Attracting visitors to an event is not an easy task. Your blood sweat and tears have gone into meticulously planning everything, now you just need people to come along and be wowed and engaged by your vision (well that’s the dream). So, what is the best way to do this?
I recently attended a networking event where the topic of the day was Inbound marketing. I know about traditional marketing or Outbound as I have recently discovered it is called, but this presentation blew my mind, clearly, I have been missing a trick, I have not been optimising my Inbound marketing.
If you are anything like me, event planner to the core, you are probably wondering what on earth does Inbound marketing mean. Is it just another newfound way to confuse the non-professional marketers amongst us? I found this description from HubSpot which seemed to sum it up easily for my brain to compute
“Inbound marketing is focused on attracting customers through relevant and helpful content and adding value at every stage in your customer’s buying journey. With inbound marketing, potential customers find you through channels like blogs, search engines, and social media.”
Unlike outbound marketing, inbound marketing does not need to fight for a potential customer’s attention. By creating content designed to address the problems and needs of your ideal customers, you attract qualified prospects and build trust and credibility for your event.
I have been using social media etc. to attract visitors to events but it’s clear that I have not been using my event websites to their full potential.
I know having website presence is a must in this modern world but just having one clearly isn’t enough, you really must take the time to research and develop it properly. After all it’s the best way that people can find out about your event without speaking to you directly.
Your website is the face of your event 24/7, 365 days of the year, it’s your number 1 salesperson it’s your number one marketing employee, so its needs to have everything. In fact now that I think about it, the number of event websites that I visit where there is limited information, certainly no additional content around what this event offers me, there are no links to other pages including sponsors and I rarely see an FQA.
So, what is the way forward and what should we doing?
As I am certainly no Inbound marketing expert so I spoke to my friends at Yello Veedub, a specialist Inbound Marketing Agency to see what their two key pieces of advice were.
#1 Use smart content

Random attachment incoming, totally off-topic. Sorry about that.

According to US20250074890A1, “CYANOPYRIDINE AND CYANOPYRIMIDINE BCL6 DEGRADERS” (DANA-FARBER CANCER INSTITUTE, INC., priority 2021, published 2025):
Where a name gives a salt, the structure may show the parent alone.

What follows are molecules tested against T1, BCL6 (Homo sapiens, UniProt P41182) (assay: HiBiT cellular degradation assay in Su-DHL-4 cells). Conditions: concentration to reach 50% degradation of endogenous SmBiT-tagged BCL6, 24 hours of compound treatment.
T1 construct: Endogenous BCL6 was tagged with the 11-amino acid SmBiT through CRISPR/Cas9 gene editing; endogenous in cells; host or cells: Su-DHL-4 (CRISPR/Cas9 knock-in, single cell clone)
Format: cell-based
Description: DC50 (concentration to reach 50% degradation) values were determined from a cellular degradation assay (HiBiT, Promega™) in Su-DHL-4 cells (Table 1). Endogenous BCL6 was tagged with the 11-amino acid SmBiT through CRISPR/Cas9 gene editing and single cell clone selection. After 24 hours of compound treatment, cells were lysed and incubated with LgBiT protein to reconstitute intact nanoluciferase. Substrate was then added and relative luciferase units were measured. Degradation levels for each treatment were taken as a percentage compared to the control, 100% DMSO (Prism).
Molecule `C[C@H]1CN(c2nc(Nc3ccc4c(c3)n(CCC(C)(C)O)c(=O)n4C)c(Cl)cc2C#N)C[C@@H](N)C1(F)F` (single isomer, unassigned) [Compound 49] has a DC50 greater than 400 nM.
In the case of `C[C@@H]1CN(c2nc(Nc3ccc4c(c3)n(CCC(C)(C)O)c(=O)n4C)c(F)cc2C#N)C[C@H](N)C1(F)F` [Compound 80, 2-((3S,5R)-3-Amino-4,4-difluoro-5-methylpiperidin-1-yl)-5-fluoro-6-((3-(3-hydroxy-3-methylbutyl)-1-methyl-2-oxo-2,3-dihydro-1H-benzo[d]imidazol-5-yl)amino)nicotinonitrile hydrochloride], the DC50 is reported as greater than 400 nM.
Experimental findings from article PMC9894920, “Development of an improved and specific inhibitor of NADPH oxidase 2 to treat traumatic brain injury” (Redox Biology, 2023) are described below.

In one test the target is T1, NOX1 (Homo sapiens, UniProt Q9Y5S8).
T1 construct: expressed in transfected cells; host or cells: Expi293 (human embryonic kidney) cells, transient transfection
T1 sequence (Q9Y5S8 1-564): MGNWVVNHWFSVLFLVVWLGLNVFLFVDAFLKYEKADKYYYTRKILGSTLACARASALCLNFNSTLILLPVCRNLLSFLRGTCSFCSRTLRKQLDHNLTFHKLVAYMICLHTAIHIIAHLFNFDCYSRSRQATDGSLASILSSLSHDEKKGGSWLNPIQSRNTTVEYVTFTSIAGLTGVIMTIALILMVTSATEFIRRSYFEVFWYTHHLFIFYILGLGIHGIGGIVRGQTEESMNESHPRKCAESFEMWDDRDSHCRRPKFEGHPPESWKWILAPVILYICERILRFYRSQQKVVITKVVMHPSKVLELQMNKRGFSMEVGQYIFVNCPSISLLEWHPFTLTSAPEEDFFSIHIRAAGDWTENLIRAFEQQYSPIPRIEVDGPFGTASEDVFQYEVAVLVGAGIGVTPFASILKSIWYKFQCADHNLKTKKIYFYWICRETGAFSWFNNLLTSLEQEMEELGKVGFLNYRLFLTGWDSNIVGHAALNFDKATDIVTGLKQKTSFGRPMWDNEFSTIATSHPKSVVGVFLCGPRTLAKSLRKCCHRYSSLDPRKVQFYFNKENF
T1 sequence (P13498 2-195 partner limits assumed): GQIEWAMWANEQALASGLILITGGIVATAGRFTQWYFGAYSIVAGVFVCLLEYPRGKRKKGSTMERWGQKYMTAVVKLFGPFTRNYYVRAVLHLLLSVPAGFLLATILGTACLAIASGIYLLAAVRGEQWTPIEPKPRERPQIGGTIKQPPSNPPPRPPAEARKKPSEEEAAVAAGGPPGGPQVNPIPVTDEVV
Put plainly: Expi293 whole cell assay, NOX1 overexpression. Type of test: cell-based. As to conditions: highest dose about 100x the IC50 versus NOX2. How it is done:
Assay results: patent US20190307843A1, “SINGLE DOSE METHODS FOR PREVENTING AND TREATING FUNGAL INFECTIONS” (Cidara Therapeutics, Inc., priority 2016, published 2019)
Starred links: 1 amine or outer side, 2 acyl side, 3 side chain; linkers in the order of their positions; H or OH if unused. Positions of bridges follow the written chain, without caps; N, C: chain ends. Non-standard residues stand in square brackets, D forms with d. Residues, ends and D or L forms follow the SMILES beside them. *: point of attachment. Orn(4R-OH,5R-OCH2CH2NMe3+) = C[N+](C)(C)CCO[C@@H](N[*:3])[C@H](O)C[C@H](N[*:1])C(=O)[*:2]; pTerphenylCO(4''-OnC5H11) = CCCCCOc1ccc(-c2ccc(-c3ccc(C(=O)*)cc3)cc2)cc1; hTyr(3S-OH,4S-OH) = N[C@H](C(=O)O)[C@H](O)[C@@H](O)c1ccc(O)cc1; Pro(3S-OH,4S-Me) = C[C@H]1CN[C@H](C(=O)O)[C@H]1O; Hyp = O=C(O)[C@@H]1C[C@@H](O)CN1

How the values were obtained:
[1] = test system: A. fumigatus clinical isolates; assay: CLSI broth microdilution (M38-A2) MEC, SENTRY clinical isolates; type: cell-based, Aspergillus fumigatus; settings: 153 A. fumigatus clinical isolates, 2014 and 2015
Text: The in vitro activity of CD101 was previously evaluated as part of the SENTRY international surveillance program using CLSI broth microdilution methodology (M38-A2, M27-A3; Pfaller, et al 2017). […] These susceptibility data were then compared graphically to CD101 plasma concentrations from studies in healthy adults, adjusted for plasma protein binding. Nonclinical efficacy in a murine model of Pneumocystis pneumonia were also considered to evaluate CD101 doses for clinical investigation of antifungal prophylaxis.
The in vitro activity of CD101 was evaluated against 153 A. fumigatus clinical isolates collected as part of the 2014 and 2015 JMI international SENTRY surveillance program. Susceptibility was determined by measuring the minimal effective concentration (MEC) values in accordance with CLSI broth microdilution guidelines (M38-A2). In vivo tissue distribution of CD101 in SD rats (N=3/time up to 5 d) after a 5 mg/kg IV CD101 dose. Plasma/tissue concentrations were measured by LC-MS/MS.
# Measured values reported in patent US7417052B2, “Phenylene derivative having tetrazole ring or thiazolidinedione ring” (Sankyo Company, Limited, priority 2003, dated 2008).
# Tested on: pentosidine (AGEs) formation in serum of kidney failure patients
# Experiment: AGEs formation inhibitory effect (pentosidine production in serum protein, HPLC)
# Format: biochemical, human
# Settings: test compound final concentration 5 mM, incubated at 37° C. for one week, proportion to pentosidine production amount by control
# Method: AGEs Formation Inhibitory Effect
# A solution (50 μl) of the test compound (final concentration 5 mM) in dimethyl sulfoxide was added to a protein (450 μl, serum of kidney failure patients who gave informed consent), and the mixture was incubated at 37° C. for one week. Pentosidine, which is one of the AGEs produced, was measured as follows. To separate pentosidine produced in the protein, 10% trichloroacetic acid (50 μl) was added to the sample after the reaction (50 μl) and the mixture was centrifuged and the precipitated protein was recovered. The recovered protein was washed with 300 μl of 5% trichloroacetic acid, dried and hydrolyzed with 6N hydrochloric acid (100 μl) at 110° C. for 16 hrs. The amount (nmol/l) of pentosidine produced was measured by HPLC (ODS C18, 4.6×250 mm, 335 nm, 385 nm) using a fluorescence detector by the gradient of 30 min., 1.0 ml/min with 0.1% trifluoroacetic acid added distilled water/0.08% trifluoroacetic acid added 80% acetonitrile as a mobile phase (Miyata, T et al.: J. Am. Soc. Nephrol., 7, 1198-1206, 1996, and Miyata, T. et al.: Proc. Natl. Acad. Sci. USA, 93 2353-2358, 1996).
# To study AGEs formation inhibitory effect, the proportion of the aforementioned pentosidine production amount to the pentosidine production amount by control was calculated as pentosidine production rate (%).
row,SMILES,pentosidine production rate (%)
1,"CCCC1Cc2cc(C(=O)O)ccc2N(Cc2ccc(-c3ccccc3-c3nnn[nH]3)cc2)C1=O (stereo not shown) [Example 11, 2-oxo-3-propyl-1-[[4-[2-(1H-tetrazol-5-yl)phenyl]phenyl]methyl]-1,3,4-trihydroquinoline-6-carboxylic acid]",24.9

Create your website using smart content also known as dynamic content. Static websites are hard-coded and display the same information to all viewers at all times. Dynamic websites pull their content from a database and construct webpages on the fly, meaning that the data displayed can change to suit the viewer.
In fact, most websites these days are dynamic. There are not so many static websites around. This is because they’re both more powerful and more flexible. As the data is stored in a database and completely separate from the visual design, it’s very easy to update the look of the site. The content isn’t all mixed in with the display code.
Smart content works on much the same principle. Smart content can change and adapt dynamically, depending on who is reading it. This way, content can be targeted to the reader, creating a more individual experience and potentially boosting conversions. Personalisation is huge in events and is highly attractive to potential attendees.
#2 Communicate in storylines
The most effective way to engage your audience is with storytelling: human beings are wired for them. Our brains often don’t distinguish between fiction and reality; therefore, we immerse ourselves in stories as if we were a part of them.
Stories make us experience information, as opposed to just consuming it.
If you’re not a natural-born novelist creating a narrative isn’t hard; in fact, you do it every day. Humans have been telling stories for thousands of years, from ancient cave paintings to trivial stories about our journey to the Post Office.
To start, break a story into three parts:
The problem – What issues did you identify in your industry? What was there a lack of?
The journey – How did you go about researching a solution to this problem? How did you develop your event?
The solution – How will attending your event change the industry or help your attendee?
Finally, unless you’re very lucky, your event won’t be the only one on the market. To make yours the one they choose, engage their emotions when you tell your story.
Describe the trials you overcame in developing your event; or, rather than simply talking about the event, describe the people involved your previous events and the success and personal benefits it’s delivered to them.
It’s worth it because, according to Gallup, ‘consumers will give more money to the businesses they feel emotionally connected to.’